12
May

MICRO FINANCE AND P2P LENDING – TWIN BROTHERS?

Peer-to-Peer Lending is defined as for-profit financial transactions occurring directly between individuals or “peers” without the intermediation of a traditional financial institution.  This is how lending was done centuries ago, before banks emerged and became the norm: communities borrowed and invested directly in its members.  The Internet has now made this concept available to virtually anyone, offering an opportunity for borrowers to get better rates, and investors to earn better returns. There is a general mis-understanding that Peer-to-Peer (P2P) lending is doing Microfinance the ‘tech’ way, almost to the point of branding P2P Lending as MFI-Tech. While there are similarities in terms of the size of the loans, similar interest rates, long lead times and high-collateral needs, a Microfinance is starkly different from Peer-to-Peer Lending.

Microfinance consists in providing of financial help to low-income families or individuals who traditionally lack access to banking and loans (a.k.a. the “unbanked”).


Differences between Microfinance and Peer-to-Peer lending

MICROFINANCE

PEER-TO-PEER LENDING

 Predominantly rural, and semi urban (sometimes  remote rural too)     Predominantly urban (caters to the “missing middle class”)
 Loan ticket size max is 60, 000/- (average loan ticket  size in FY 2016 is 16, 394/- (Source – Business  Standard)    Loan ticket size starts at 20, 000 minimum and goes up to 5 lacs
Payment frequency is mostly weekly or fortnightly (EWI/EFI) Payment frequency is mostly monthly (EMI)
 Doesn’t depend on KYC, no formal credit history always (only Aadhaar card mandatory for instant approval) Relies entirely on KYC and a formal credit history
Loans are predominantly taken for income- generation Loans are mostly taken for personal needs (debt consolidation is a big reason)
MFI customers are usually called members. They are most often part of a group or a close community. P2P customers are either lenders or borrowers and completely individual in how they manage their loans
Loan liability on the company    Loan liability is on the lender, so its more personalized for the lender
 MFI disbursals and collections are predominantly cash. The bank transfer model is picking up lately.     P2P loan disbursals and EMI payments are purely bank to bank transfer. EMI payments could be sometimes cash deposited in the lenders bank account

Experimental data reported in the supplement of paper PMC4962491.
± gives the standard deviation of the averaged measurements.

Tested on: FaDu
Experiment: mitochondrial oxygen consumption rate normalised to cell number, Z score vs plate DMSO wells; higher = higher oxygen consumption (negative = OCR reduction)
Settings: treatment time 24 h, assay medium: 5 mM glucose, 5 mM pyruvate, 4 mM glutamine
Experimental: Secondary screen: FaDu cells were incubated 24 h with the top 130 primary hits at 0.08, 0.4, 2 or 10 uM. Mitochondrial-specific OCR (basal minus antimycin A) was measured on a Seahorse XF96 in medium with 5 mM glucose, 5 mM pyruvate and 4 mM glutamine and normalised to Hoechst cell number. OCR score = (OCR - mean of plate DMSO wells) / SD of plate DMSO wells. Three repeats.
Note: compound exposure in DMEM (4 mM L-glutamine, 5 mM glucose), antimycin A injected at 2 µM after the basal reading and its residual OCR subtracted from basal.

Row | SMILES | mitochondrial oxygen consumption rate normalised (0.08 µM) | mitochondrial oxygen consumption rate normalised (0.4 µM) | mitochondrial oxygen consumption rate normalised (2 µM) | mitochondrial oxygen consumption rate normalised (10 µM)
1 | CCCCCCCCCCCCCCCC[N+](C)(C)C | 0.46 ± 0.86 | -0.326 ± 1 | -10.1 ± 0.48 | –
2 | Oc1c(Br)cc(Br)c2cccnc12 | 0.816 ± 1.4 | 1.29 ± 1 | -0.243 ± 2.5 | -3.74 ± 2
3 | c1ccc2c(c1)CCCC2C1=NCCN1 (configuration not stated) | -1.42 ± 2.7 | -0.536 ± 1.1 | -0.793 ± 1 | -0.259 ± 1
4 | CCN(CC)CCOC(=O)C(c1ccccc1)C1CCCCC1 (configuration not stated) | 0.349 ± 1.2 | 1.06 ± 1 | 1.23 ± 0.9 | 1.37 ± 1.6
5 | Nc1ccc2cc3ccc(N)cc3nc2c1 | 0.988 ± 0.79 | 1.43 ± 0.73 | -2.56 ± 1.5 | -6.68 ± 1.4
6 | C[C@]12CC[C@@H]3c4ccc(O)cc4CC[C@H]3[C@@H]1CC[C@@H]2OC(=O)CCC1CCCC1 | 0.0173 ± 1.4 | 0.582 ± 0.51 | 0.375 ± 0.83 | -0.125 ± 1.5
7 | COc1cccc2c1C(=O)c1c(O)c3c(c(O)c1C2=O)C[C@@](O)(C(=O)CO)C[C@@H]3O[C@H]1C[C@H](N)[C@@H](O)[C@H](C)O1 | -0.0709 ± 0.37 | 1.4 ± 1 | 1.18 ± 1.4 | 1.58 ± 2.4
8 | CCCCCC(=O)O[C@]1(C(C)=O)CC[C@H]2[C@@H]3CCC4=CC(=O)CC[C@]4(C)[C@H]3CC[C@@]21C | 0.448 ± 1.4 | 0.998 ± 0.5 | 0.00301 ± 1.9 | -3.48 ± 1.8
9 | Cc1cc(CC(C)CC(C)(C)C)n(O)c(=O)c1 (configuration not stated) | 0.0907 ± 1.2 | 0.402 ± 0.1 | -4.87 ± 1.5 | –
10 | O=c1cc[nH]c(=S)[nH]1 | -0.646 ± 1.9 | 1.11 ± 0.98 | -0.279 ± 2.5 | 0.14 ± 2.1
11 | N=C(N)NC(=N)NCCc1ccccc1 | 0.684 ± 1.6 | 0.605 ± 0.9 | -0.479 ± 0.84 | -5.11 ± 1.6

Going by the above, there is no relationship or link between microfinance loan product and peer to peer lending. Urban MFIs have a income household parameter of minimum 1.6 lacs per annum. Do they have an individual income parameter? If yes, they could partner with P2P platforms and lend on the platform.

A question that is frequently asked by a lot of Microfinance practitioners is, How do we better design these P2P lending platforms to suit the needs of microfinance landscape, leveraging on technology, lower operational and transactional costs?

P2P and MFI

Going by what we have above, it is not possible to design a P2P platform to suit the needs of microfinance landscape. But it is a very important question to ask how MFIs can decrease their operational and transactional costs using technology. This is being addressed since almost 10 years with less success. Is it really possible to successfully implement BC/CSP model?

The BC/CSP model mandates the usage of bank accounts and there are guidelines regarding the availability of a bank branch from the CSP, distance-wise. It costs Rs.500/- or so per annum for banks to maintain a savings account for a bank. And zero balance accounts by themselves do not give banks any incentive, unless they get subsidies from the government. So, for BC/CSP model to work well, this whole process has to be well oiled and made workable for the banks as well. One of the best ways this can be done is, MFIs should mandate savings of 500/- per month or say, 100/- per week for all their customers/members.

MFIs have tried the BC model without great success. In a MFI scenario, it is not very easy to get a CSP who can handle the cash volumes. A hybrid model (of cash collection, BC/CSP model and a simple mobile banking model where P2P Lending is possible) could work wonders.